Kidd Jordan | Peter Kowald | Alvin Fielder | Live in New Orleans | No Business Records

There are few left playing to whom the term “master” can be applied without reservation. Kidd Jordan and Alvin Fielder are two such musicians. Peter Kowald, who was taken from us far too soon, was another. Fielder and Jordan have been communing through deep listening and resultant improvisation since the 1970s, when the Improvisational Arts aggregate was conceived, and these three sessions afford the chance to compare their interactions at pivotal moments of a ten-year period. Though this trio performance with the internationally recognized German bassist is the only documentation of that group, he is clearly a kindred spirit, geographic concerns thrown to the winds as three veterans compose in, for and beyond each moment. The live trio set, ushered in by Kowald’s resonant pizzicato and an invocation from Fielder’s high hat, bristles with sublimated and titanic energy, roaring and surging with oceanic force only to be pulled back, the ebbs showing no diminution of spirit but thriving on subtlety. Listen, during his solo, to the supple but nearly silent descending polyrhythmic spirals and timbral thrusts Kowald floats over Fielder’s delicate brush work. Jordan’s reentrance, after Kowald builds his solo to an inter-register frenzy, is one of the concert’s highlights, saxophone and bass darting and weaving, overlapping, diving headlong into a spicy blend of neo -Schoenbergian pan tonality and “new thing” cries of freedom that will set the coldest heart ablaze, Fielder’s percussion adding layers of transcultural resonance. — Marc Medwin Continue reading

Peter Kowald | Off The Road | a movie directed by Laurence Petit-Jouvet | RogueArt Jazz

The German bassist Peter Kowald (1944-2002) was one of the major figures of Free Improvised Music. The film OFF THE ROAD was made on and around his extended tour of the USA in 2000. A journey around America in an old Chevrolet Caprice, the film is a “free improvised road movie” featuring encounters with many of the great names of Free Music, set against the background of “Off The Road” America. Continue reading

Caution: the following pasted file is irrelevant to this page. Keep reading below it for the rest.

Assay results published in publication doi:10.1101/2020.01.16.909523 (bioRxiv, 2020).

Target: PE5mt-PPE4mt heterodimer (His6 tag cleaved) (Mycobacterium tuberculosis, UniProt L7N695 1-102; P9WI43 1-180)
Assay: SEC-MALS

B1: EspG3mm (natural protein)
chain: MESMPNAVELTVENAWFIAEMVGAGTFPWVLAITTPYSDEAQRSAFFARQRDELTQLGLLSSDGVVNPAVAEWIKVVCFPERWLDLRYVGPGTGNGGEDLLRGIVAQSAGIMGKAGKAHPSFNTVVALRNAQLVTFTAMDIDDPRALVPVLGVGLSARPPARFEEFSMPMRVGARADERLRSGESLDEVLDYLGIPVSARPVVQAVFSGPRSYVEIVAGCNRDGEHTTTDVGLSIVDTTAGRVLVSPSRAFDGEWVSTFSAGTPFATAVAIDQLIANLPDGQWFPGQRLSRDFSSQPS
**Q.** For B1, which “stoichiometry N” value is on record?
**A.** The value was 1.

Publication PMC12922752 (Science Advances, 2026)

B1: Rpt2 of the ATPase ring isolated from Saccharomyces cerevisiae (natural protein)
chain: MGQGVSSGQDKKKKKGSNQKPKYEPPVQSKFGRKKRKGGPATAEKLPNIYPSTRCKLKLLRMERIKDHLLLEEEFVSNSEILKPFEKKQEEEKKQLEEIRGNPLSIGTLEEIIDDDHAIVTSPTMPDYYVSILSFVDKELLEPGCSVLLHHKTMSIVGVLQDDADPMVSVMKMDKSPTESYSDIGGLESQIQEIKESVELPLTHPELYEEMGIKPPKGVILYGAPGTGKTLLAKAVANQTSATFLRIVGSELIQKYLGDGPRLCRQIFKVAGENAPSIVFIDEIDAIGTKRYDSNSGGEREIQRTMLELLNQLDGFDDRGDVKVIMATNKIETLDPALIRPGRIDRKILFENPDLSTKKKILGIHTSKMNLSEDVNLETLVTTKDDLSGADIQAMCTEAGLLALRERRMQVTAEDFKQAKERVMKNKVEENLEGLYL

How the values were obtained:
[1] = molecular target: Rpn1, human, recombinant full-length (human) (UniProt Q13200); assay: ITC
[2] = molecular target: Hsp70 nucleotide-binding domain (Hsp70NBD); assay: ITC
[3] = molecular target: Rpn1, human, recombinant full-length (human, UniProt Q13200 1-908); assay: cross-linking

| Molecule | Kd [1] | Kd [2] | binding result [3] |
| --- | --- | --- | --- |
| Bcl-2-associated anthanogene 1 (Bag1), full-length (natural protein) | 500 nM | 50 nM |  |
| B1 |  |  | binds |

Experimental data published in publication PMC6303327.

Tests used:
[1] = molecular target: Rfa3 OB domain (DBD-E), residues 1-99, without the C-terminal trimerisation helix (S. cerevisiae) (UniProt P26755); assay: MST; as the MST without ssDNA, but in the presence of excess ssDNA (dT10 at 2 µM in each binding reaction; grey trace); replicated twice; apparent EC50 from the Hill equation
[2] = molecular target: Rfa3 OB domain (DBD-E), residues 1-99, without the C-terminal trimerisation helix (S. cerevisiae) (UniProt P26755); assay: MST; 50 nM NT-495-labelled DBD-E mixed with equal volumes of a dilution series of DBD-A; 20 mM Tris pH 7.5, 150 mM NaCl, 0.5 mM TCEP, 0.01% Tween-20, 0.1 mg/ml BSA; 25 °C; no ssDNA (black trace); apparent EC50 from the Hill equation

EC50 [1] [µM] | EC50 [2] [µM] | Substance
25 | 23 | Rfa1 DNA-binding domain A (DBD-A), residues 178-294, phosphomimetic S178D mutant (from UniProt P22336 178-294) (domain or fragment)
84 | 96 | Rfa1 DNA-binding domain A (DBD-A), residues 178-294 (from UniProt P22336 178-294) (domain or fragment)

Dennis Gonzalez Jnaana Septet | The Gift of Discernment | Not Two Records

Trumpeter Dennis Gonzalez has been responsible for some beautifully realized music on record in the past and this is a worthy addition to the canon. The music’s full of that often difficult to define quality called life, shot through with a group conception which makes for a realization which is simultaneously both tight and loose. The presence of percussionist Alvin Fielder provides a kind of link with the percussive workouts of the Art Ensemble Of Chicago, and it’s that aesthetic which pervades the first four minutes of the opener, “Raise The Spirit,” before Chris Parker’s piano strikes out for territories new with Aaron Gonzalez’s bass hinting at harmonic possibilities. Singer Leena Conquest adds a further facet when she comes in and the gradualism of approach has the effect of enticing the listener in on the promise of new vistas. They come to the fore on “Ganesha The Spy,” where Parker’s piano sounds slightly portentous, only for the mood to disperse in the wake of percussion before Gonzalez maintains the stately, quietly reverential mood. Again the percussion is deftly handled in terms of deployment. The lyricism of the piece is perpetually foreboding, but in a manner that’s the opposite of off-putting. Not for these guys is the use of volume and instrumental screaming in pursuit of spurious spirit summoning. — Nic Jones, AllAboutJazz Continue reading